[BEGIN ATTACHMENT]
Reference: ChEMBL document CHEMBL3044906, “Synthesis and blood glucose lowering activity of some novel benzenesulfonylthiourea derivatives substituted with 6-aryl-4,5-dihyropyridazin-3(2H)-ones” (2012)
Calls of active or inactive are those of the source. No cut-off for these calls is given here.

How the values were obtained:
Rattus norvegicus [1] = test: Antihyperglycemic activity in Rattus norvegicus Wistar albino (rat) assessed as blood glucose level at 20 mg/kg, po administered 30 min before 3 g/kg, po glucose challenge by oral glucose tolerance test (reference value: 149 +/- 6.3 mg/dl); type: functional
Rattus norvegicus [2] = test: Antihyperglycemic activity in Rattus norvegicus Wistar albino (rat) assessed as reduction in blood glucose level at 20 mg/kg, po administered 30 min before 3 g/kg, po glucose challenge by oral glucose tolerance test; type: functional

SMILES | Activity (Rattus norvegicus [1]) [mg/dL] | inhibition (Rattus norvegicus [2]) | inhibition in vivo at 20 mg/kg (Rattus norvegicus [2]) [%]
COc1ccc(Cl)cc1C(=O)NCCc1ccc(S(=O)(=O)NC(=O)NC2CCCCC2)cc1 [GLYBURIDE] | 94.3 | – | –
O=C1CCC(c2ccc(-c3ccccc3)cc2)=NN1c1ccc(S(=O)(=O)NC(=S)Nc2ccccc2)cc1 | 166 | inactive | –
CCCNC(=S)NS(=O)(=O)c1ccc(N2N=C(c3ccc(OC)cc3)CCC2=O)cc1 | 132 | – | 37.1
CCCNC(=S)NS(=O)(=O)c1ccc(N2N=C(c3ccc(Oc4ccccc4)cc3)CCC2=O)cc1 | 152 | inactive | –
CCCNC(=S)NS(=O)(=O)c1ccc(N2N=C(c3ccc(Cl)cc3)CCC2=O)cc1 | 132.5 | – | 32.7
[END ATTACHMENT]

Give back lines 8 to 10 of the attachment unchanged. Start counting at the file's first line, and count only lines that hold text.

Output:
O=C1CCC(c2ccc(-c3ccccc3)cc2)=NN1c1ccc(S(=O)(=O)NC(=S)Nc2ccccc2)cc1 | 166 | inactive | –
CCCNC(=S)NS(=O)(=O)c1ccc(N2N=C(c3ccc(OC)cc3)CCC2=O)cc1 | 132 | – | 37.1
CCCNC(=S)NS(=O)(=O)c1ccc(N2N=C(c3ccc(Oc4ccccc4)cc3)CCC2=O)cc1 | 152 | inactive | –